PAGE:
2) It is contrary to monotheism in acts and limits the might of God in the realm of man!

Reasons for determinism and their responses

1. Epistemic determinism (or, the problem of foreknowledge): Determinists allegedly argue:

P1. God is Omniscious over everything before they occur including man’s actions.

P2. The knowledge of God is inevitable. Thus, the foreknowledge of God is incompatible with man’s free will. The answer is God has the full knowledge of the law of causality and hence He knows which option man would choose when exercising his free will.

2. Man’s action is determined by genetic code and/or societal factors. The answer is although genome and environmental influences contribute to the personality of man, they can be modified by the same factors or by man’s exercise of free will.

3. Man’s free will contradicts the religious notion of al-Qadha (the divine decree) and al-Qadar (the divine measure). Allah states in the Quran:

" Say: Nothing shall ever happen to us except what Allah has ordained for us." [9:51]

The answer of this argument lies under the correct understanding of the meaning of al-Qada and al-Qadar.

The meaning of al-Qadha and al-Qadar:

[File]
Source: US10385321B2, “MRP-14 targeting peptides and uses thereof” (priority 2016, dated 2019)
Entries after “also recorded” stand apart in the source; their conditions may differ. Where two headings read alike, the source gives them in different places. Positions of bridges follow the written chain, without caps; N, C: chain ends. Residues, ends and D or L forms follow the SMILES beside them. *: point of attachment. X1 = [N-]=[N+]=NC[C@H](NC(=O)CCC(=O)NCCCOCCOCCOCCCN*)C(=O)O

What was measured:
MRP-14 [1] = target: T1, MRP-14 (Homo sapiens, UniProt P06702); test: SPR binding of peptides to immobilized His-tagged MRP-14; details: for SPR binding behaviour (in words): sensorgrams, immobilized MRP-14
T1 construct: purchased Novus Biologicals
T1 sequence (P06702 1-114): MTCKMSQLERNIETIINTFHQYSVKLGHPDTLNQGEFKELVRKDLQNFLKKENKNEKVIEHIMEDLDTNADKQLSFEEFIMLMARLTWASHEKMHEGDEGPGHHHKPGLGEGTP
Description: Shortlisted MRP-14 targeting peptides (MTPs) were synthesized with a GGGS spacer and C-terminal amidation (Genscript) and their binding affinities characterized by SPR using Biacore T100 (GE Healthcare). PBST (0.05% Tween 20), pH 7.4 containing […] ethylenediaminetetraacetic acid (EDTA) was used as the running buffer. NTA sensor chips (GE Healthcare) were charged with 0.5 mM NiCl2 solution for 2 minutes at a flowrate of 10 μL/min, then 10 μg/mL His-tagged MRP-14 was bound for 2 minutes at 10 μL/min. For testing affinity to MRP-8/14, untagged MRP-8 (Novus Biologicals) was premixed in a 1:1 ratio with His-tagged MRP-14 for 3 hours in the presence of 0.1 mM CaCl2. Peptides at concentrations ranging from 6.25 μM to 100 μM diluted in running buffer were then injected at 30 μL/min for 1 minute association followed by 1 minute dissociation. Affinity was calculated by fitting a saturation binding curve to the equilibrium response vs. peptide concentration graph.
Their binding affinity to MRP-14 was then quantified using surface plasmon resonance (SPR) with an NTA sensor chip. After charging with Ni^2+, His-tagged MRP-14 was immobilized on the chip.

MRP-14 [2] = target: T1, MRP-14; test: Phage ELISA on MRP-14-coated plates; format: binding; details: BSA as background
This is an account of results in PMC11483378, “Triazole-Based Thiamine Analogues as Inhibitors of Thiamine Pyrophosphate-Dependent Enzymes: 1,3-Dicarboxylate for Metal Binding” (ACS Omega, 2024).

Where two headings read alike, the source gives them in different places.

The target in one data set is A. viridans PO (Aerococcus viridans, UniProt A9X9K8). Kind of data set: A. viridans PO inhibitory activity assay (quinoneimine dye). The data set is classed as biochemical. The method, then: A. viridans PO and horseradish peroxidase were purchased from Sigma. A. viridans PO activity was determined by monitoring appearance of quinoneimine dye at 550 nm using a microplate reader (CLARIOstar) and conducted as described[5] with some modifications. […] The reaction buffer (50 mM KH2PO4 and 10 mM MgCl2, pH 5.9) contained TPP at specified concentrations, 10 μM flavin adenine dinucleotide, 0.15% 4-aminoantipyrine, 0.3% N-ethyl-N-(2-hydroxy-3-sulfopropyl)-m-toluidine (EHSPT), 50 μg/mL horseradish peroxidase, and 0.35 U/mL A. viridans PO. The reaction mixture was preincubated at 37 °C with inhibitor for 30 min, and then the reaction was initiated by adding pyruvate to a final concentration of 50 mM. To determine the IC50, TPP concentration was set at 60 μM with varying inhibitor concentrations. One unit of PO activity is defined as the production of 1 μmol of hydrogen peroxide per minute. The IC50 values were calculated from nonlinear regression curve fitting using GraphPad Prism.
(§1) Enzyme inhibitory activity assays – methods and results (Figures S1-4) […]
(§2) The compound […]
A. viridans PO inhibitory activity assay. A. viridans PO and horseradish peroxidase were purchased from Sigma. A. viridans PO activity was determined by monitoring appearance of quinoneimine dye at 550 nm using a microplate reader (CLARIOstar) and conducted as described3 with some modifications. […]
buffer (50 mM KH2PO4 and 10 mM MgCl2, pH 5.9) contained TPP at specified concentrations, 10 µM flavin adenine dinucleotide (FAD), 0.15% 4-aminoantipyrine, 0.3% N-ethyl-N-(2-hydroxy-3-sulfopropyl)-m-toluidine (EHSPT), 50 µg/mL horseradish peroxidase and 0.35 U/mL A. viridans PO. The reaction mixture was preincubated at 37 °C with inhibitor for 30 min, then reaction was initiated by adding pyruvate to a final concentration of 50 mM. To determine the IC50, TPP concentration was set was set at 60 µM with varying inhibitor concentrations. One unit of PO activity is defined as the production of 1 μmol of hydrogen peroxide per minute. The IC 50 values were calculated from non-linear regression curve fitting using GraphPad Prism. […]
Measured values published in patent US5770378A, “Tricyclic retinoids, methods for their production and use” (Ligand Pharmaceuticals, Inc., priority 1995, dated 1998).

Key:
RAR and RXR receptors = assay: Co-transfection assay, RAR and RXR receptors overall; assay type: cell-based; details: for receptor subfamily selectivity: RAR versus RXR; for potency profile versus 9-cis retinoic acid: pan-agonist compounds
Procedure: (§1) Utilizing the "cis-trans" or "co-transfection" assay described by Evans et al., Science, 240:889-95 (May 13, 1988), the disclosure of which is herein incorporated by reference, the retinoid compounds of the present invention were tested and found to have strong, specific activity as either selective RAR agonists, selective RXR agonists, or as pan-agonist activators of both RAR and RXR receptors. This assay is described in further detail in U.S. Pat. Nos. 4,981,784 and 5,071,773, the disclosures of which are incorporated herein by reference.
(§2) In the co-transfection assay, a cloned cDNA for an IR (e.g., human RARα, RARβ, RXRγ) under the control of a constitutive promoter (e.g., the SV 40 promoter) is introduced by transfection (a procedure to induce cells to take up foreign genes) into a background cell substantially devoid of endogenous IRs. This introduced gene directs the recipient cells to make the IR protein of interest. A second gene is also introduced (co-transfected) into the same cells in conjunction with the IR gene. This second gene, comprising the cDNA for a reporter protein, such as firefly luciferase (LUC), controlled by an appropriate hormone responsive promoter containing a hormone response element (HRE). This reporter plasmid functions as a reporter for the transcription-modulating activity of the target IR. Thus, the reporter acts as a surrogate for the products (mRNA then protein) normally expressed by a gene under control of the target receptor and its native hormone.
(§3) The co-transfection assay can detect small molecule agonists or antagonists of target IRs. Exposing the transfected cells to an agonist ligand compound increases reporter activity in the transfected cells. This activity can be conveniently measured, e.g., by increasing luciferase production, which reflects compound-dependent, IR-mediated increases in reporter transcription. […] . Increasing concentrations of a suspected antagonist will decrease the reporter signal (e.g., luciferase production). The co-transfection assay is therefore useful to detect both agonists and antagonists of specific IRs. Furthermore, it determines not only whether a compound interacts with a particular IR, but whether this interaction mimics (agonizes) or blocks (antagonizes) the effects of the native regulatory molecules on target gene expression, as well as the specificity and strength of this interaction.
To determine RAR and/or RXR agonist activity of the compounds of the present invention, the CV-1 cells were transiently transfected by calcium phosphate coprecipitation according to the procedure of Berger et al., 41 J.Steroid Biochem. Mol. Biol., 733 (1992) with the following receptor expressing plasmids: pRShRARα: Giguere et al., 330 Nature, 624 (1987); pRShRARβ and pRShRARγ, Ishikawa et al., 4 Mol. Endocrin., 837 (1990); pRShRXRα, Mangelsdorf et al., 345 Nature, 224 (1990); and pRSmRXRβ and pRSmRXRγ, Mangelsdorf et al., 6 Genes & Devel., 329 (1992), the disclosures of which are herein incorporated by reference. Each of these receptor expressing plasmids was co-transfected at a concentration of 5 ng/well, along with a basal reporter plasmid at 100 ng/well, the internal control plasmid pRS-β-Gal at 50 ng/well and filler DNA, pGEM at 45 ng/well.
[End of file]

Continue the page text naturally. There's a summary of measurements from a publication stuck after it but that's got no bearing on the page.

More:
Al-Qada means there is a divine decree for all that comes to existence. When God decrees on something, He also gives it a measure (al-Qadar) to specify its limits, shape and form, time and place, etc. However, the divine decree (al-Qadha) and His measure (al-Qadar) are based on the law of causality that He has introduced for this world. Thus, when God decrees something to happen, it does happen through the chains of causes and effects among which is the will power of man. For instance, when a man commits a sin, the sin takes place because God had decreed that man by utilizing his free will, so chooses to commit the sin. The divine decree does not warrant the sin to necessarily happen as the man still could exercise his will power and choose the good instead of evil deed, although whichever he chooses will be according to the divine decree.